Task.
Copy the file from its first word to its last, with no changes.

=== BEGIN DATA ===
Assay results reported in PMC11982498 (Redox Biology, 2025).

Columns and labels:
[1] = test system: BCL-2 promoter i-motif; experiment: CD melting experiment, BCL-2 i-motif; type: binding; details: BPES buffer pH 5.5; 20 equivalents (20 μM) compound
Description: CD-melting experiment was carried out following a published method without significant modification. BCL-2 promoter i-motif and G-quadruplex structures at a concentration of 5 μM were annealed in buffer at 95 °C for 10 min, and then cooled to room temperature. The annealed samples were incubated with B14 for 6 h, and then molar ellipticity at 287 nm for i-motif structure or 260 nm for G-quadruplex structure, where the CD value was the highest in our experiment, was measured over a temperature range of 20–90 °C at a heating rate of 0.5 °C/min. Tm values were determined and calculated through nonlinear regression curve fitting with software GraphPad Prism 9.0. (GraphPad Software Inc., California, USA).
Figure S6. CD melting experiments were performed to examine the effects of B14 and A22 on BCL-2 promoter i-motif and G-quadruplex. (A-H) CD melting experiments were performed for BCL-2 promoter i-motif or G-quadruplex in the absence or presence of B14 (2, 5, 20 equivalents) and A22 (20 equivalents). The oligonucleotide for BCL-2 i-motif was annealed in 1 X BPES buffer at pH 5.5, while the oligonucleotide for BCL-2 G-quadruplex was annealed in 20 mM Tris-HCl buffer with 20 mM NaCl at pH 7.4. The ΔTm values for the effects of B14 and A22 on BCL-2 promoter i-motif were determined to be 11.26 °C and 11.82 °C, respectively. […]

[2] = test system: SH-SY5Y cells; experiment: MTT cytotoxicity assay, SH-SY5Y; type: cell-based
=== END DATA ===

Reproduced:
Assay results reported in PMC11982498 (Redox Biology, 2025).

Columns and labels:
[1] = test system: BCL-2 promoter i-motif; experiment: CD melting experiment, BCL-2 i-motif; type: binding; details: BPES buffer pH 5.5; 20 equivalents (20 μM) compound
Description: CD-melting experiment was carried out following a published method without significant modification. BCL-2 promoter i-motif and G-quadruplex structures at a concentration of 5 μM were annealed in buffer at 95 °C for 10 min, and then cooled to room temperature. The annealed samples were incubated with B14 for 6 h, and then molar ellipticity at 287 nm for i-motif structure or 260 nm for G-quadruplex structure, where the CD value was the highest in our experiment, was measured over a temperature range of 20–90 °C at a heating rate of 0.5 °C/min. Tm values were determined and calculated through nonlinear regression curve fitting with software GraphPad Prism 9.0. (GraphPad Software Inc., California, USA).
Figure S6. CD melting experiments were performed to examine the effects of B14 and A22 on BCL-2 promoter i-motif and G-quadruplex. (A-H) CD melting experiments were performed for BCL-2 promoter i-motif or G-quadruplex in the absence or presence of B14 (2, 5, 20 equivalents) and A22 (20 equivalents). The oligonucleotide for BCL-2 i-motif was annealed in 1 X BPES buffer at pH 5.5, while the oligonucleotide for BCL-2 G-quadruplex was annealed in 20 mM Tris-HCl buffer with 20 mM NaCl at pH 7.4. The ΔTm values for the effects of B14 and A22 on BCL-2 promoter i-motif were determined to be 11.26 °C and 11.82 °C, respectively. […]

[2] = test system: SH-SY5Y cells; experiment: MTT cytotoxicity assay, SH-SY5Y; type: cell-based